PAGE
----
holy sacraments render death easy to him. He is a wicked sinner and has
stings of conscience. This it is that will bring him back again to the
bosom of the Catholic Church."
"But when will that come to pass? The king is sick, and any day may put
an end to his life. Woe to us, if he die before he has given the power
into our hands, and nominated us his executors! Woe to us, if the queen
is appointed regent, and the king selects the Seymours as her ministers!
Oh, my wise and pious father, the work that you wish to do must be done
soon, or it must remain forever unaccomplished."
"It shall be done this very day," said Gardiner, solemnly; and bending
down closer to the earl's ear, he continued: "we have lulled the queen
into assurance and self-confidence, and by this means she shall be
ruined this very day. She relies so strongly on her power over the
king's disposition, that she often summons up courage even to contradict
him, and to set her own will in opposition to his. That shall be her
ruin this very day! For mark well, earl; the king is now again like a
tiger that has been long fasting. He thirsts for blood! The queen has
an aversion to human blood, and she is horrified when she hears of
executions. So we must manage that these opposing inclinations may come
into contact, and contend with each other."
"Oh, I understand now," whispered Douglas; "and I bow in reverence
before the wisdom of your highness. You will let them both contend with
their own weapons."
"I will point out a welcome prey to his appetite for blood, and give her
silly compassion an opportunity to contend with the king for his prey.
Do you not think, earl, that this will be an amusing spectacle, and one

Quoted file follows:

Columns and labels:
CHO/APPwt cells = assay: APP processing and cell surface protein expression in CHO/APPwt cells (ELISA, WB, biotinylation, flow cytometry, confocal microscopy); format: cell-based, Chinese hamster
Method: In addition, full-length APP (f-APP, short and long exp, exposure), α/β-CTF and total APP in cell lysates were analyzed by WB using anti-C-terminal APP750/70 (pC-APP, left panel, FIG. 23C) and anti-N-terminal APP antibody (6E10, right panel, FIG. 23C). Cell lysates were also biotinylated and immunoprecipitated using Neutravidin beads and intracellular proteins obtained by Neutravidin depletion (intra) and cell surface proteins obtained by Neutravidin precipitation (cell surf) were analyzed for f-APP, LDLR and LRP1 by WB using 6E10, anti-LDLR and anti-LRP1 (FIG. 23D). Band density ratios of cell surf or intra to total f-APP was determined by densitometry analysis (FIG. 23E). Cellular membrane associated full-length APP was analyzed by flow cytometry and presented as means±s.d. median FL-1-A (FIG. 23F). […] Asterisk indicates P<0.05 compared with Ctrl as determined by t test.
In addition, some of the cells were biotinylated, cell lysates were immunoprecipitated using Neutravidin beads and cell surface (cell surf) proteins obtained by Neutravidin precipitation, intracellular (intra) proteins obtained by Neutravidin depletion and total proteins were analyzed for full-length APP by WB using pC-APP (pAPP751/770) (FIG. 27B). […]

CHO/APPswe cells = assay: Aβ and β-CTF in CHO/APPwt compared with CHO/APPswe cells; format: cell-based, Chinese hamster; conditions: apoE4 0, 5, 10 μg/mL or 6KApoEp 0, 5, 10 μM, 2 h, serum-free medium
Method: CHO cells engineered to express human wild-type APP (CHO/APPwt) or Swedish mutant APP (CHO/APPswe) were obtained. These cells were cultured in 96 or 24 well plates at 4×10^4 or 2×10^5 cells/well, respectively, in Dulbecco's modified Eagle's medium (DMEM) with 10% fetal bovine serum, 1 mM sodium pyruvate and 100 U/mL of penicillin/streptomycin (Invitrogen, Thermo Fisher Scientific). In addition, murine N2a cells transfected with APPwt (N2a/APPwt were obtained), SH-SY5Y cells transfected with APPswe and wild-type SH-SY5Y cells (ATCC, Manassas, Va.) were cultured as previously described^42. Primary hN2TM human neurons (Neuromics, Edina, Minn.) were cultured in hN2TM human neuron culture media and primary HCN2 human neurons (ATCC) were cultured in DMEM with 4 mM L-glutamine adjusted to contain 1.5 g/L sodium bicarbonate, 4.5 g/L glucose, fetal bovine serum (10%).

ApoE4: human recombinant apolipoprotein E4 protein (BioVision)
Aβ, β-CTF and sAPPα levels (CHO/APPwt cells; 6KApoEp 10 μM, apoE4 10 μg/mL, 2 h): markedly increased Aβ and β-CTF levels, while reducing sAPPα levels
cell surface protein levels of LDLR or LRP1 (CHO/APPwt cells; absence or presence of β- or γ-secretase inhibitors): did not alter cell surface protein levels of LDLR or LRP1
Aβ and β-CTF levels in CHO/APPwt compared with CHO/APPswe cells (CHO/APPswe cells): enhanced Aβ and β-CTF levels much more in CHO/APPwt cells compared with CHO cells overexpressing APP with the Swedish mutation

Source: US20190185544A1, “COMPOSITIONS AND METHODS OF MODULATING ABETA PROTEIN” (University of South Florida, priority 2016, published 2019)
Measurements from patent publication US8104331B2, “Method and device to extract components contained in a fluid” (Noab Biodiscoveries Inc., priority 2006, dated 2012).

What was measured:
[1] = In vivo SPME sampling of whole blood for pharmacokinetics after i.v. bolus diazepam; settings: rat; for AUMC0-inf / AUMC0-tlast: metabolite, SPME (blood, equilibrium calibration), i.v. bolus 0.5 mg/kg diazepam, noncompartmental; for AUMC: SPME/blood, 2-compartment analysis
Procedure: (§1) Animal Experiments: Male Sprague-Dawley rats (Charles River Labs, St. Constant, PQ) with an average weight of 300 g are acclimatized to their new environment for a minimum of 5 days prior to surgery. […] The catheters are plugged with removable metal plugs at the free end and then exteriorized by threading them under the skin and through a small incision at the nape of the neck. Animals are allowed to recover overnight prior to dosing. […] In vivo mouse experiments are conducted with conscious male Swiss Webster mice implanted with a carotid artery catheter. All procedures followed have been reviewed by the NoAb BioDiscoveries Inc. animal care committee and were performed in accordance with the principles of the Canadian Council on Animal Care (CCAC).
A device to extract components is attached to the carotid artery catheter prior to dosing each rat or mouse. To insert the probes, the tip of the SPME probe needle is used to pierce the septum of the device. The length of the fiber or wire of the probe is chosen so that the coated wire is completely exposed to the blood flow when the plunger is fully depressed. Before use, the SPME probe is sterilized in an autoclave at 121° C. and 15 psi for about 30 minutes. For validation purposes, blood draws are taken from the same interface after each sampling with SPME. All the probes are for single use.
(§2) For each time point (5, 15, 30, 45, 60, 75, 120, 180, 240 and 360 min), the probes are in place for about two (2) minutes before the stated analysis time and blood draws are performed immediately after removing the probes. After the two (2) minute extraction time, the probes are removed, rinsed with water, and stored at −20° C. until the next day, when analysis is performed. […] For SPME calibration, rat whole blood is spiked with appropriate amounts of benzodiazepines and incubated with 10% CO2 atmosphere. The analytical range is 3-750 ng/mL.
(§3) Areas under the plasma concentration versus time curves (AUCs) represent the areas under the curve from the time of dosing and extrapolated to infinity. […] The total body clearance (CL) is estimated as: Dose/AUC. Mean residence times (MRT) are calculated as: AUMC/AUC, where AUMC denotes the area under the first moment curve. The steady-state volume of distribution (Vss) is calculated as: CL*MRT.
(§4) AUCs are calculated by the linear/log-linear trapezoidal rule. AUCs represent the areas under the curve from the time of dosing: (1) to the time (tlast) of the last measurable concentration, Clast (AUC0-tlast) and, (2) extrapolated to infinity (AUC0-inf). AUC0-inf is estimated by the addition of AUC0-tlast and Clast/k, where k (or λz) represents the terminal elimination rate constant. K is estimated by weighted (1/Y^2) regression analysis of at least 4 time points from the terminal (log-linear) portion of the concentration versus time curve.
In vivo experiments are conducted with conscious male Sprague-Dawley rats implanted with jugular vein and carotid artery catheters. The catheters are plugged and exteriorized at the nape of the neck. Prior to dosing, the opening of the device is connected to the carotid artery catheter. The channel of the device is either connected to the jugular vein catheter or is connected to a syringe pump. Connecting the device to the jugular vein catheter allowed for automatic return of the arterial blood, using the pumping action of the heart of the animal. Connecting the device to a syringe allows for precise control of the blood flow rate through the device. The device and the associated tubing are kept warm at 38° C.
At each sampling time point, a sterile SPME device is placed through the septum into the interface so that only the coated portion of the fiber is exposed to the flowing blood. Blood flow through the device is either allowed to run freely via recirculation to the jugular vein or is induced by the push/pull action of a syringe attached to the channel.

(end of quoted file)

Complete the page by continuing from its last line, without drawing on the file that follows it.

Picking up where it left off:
refreshing to the heart, to see how the tiger and dove struggle with
each other? And I tell you the tiger thirsts so much for blood! Blood is
the only balm that he applies to his aching limbs, and by which alone
he imagines that he can restore peace and courage to his tortured
conscience and his dread of death. Ah, ha! we have told him that, with
each new execution of a heretic, one of his great sins would be blotted
out, and that the blood of the Calvinists serves to wash out of his
account-book some of his evil deeds. He would be so glad to be able to
appear pure and guiltless before the tribunal of his God! Therefore
he needs very much heretical blood. But hark--the hour strikes which
summons me to the royal chamber! There has been enough of the queen's
laughing and chit-chat. We will now endeavor to banish the smile forever
from her face. She is a heretic; and it is a pious work, well pleasing
to God, if we plunge her headlong into ruin!"
"May God be with your highness, and assist you by His grace, that you
may accomplish this sublime work!"
"God will be with us, my son, since for Him it is that we labor and
harass ourselves. To His honor and praise we bring these misbelieving
heretics to the stake, and make the air re-echo with the agonizing
shrieks of those who are racked and tortured. That is music well
pleasing to God; and the angels in heaven will triumph and be glad when
the heretical and infidel Queen Catharine also has to strike up this
music of the damned. Now I go to the holy labor of love and godly wrath.
Pray for me, my son, that I may succeed. Remain here in the anteroom,
and await my call; perhaps we shall need you. Pray for us, and with us.
Ah, we still owe this heretical queen a grudge for Anne Askew. To-day
we will pay her. Then she accused us, to-day we will accuse her, and God
and His host of saints and angels are with us."
And the pious and godly priest crossed himself, and with head humbly
bowed and a soft smile about his thin, bloodless lips, strode through
the hall in order to betake himself to the king's chamber.
Next: The King And The Priest